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"The Hopi Foundation — Kykotsmovie, Arizona

"Founded in 1987, the Hopi Foundation lives up to its motto 'Strengthening Communities through Collaborative Action.' Based in the 12,000 strong Hopi community of northeastern Arizona, the foundation promotes community involvement, self-sufficiency, and traditional values. To this end, the group has reclaimed stolen sacred objects, electrified villages using solar power, published books in the Hopi language, and worked to preserve traditional Hopi architecture. . . .

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"La Casa de La Raza — Santa Barbara, California

"Located on the Eastside of Santa Barbara, La Casa de La Raza strives to empower the Latino community by providing vital services and fostering community expression. In both California and the United as a whole, however, the empowerment of Latino community is undermined by negative images in the media. Read the full profile…

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"Main Street Project — Minneapolis, Minnesota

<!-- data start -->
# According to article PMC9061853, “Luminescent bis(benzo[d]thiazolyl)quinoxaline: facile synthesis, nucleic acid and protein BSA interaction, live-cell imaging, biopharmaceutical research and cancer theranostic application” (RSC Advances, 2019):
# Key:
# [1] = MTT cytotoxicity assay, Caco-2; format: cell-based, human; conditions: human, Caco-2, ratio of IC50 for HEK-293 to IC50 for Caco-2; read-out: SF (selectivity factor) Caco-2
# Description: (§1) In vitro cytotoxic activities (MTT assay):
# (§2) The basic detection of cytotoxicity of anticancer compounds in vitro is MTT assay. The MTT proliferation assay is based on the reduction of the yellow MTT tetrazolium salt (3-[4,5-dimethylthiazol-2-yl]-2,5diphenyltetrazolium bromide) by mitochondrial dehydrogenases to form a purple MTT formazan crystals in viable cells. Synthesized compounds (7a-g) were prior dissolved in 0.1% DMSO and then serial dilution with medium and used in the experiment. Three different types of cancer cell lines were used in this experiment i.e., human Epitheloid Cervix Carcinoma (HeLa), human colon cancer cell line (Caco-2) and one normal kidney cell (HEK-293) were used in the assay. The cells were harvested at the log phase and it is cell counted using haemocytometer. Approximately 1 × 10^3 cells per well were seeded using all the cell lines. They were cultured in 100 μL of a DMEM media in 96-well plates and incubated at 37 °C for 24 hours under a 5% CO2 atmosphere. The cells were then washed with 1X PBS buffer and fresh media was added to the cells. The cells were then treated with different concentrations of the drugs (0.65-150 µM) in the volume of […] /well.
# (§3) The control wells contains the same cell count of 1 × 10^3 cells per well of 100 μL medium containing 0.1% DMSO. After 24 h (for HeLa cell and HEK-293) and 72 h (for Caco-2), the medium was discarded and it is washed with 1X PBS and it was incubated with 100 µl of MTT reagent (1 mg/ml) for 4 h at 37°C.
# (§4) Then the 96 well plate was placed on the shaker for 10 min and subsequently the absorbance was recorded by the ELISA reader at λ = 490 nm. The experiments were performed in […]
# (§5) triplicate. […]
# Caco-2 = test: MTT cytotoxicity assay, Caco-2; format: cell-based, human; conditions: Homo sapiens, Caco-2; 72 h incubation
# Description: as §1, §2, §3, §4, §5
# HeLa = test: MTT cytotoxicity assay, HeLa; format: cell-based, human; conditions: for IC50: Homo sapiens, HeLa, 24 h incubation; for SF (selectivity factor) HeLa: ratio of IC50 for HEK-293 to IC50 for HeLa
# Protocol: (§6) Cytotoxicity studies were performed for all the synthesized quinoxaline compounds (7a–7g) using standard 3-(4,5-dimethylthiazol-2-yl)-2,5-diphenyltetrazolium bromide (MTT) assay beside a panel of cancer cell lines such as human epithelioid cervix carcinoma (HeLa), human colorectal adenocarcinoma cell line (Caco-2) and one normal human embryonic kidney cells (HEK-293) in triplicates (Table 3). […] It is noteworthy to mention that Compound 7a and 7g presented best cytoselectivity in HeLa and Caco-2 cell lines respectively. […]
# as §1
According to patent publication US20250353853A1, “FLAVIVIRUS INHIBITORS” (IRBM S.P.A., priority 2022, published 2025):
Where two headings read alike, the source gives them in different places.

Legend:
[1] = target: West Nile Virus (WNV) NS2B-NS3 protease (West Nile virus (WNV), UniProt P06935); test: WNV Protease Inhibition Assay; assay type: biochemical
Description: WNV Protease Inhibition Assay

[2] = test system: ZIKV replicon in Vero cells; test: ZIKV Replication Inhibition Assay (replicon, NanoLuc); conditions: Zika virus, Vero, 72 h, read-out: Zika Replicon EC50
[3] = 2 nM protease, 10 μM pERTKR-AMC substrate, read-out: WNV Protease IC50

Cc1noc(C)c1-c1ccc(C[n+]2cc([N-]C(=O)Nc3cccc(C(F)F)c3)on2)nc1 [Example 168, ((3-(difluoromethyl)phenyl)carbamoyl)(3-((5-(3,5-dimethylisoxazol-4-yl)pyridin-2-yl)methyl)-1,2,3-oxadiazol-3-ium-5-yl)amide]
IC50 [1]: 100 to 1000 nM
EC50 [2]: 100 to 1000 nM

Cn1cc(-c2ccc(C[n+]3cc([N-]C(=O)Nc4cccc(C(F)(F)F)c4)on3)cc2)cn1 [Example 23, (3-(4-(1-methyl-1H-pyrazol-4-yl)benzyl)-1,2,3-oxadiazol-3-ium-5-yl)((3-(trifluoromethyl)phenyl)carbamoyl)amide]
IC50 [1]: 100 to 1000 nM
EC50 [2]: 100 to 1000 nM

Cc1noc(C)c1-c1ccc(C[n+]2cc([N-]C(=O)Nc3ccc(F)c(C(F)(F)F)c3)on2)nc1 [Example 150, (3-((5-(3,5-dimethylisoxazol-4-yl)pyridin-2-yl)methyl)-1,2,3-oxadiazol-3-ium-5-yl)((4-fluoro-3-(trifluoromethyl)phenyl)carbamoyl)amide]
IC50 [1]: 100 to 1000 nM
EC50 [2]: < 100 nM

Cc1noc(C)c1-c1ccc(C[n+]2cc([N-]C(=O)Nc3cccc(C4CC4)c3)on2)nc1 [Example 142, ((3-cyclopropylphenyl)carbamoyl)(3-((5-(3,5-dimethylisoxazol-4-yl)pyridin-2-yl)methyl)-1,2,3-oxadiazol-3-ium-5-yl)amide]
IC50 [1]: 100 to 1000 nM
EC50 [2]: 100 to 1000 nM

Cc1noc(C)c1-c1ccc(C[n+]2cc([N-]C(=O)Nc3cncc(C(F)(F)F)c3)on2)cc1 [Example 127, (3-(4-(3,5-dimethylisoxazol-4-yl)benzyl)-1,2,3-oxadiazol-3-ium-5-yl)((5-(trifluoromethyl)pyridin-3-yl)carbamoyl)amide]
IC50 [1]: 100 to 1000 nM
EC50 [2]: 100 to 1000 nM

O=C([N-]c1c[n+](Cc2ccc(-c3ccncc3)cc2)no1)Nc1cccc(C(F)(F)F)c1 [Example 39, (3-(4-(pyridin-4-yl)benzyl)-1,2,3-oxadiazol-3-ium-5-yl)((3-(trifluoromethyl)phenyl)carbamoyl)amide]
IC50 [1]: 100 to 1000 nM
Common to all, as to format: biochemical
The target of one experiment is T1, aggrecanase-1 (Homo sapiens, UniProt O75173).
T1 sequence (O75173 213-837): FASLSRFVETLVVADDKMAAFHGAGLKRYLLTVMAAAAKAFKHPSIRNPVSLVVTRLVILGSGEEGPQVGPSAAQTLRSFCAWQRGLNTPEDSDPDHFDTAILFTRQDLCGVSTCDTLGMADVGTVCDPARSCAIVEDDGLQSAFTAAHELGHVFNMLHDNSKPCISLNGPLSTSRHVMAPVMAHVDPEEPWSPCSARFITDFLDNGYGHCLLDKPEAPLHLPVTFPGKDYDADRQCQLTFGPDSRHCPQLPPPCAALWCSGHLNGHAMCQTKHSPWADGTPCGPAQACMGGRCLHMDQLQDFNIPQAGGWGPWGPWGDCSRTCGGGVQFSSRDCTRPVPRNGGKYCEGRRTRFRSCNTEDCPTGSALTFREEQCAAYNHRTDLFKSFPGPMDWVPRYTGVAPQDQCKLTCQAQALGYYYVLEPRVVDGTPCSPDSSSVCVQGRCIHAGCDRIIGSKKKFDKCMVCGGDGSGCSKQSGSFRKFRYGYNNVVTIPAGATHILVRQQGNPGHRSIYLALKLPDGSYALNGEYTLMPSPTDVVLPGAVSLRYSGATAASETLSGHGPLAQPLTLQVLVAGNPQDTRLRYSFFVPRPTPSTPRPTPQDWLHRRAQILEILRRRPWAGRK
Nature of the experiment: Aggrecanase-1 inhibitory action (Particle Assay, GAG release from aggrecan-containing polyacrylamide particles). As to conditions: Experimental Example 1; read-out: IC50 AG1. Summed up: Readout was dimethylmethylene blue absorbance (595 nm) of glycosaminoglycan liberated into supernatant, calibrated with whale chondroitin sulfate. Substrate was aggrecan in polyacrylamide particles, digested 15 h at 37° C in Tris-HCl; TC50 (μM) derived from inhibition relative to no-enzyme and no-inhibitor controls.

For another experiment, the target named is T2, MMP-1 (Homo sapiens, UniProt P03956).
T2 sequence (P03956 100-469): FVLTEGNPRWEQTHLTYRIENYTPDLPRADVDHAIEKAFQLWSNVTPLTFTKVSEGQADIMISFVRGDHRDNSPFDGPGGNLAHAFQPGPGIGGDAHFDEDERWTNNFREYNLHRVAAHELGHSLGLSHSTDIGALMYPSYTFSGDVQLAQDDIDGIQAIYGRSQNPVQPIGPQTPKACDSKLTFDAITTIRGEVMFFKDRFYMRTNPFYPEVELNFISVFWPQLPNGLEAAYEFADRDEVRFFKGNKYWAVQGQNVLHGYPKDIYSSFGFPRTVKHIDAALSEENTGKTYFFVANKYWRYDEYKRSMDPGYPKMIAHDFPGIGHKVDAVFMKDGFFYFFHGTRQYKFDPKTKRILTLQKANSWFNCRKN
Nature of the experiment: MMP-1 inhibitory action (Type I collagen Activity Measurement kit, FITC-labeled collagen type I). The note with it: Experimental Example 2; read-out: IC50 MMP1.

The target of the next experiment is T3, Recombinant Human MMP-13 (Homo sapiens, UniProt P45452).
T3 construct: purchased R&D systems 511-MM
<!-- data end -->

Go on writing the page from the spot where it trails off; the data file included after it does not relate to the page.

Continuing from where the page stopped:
"Within the Twin Cities of Minneapolis and Saint Paul, there [exist] twin neighborhoods – Frogtown and Phillips, both of which serve as gateways and as homes to recent immigrants and refugees.Though these two Twin Cities communities are separated by the Mississippi River, they mirror each other in many aspects. Working diligently within these two culturally rich neighborhoods for the past eight years has been the Main Street Project. Read the full profile…

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"Radio NOLA HIV — New Orleans, Louisiana

"For Radio NOLA HIV, who hope to become WHIV-LP, saying the name of the station is a part of the mission. 'HIV is, unfortunately, still a highly stigmatized disease. … 'But by just saying the word, or calling out the letters over and over again, WHIV, or HIV… it becomes destigmatized,' says MarkAlain Dery, assistant professor of [clinical] medicine at Tulane University and medical director of a sliding scale HIV clinic. Read the full profile…

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"VAYLA — New Orleans